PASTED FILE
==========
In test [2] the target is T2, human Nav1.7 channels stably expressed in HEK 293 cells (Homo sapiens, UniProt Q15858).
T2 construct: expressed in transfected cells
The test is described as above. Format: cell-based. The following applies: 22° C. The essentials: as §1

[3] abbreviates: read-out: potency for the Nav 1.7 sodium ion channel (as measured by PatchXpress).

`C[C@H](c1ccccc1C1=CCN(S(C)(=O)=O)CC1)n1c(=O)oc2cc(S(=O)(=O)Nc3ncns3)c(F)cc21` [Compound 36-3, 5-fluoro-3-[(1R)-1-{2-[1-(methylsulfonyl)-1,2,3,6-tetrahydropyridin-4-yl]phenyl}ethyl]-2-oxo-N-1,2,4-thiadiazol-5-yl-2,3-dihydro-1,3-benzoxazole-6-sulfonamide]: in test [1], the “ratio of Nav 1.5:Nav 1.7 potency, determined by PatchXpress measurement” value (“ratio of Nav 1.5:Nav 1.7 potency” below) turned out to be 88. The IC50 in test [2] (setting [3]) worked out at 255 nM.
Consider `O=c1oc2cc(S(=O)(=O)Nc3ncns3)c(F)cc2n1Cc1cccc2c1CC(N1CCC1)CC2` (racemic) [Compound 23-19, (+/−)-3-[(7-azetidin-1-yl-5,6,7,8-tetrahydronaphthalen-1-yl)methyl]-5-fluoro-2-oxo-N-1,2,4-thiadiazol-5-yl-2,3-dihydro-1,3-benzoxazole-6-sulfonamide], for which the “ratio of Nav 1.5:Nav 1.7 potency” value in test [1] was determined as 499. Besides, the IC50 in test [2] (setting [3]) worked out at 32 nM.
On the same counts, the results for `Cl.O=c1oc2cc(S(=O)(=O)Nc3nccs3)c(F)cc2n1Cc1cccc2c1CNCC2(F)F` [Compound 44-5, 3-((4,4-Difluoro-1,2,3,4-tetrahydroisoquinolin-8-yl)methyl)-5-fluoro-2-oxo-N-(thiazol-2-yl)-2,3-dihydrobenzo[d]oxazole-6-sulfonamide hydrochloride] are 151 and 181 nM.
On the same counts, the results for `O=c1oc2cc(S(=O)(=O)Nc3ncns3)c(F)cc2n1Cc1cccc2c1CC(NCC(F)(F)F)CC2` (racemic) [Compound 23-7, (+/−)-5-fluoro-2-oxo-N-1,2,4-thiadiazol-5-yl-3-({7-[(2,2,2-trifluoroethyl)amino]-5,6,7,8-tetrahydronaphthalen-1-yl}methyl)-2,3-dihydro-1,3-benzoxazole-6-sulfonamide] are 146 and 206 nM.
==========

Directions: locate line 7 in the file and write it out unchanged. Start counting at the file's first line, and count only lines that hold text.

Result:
On the same counts, the results for `Cl.O=c1oc2cc(S(=O)(=O)Nc3nccs3)c(F)cc2n1Cc1cccc2c1CNCC2(F)F` [Compound 44-5, 3-((4,4-Difluoro-1,2,3,4-tetrahydroisoquinolin-8-yl)methyl)-5-fluoro-2-oxo-N-(thiazol-2-yl)-2,3-dihydrobenzo[d]oxazole-6-sulfonamide hydrochloride] are 151 and 181 nM.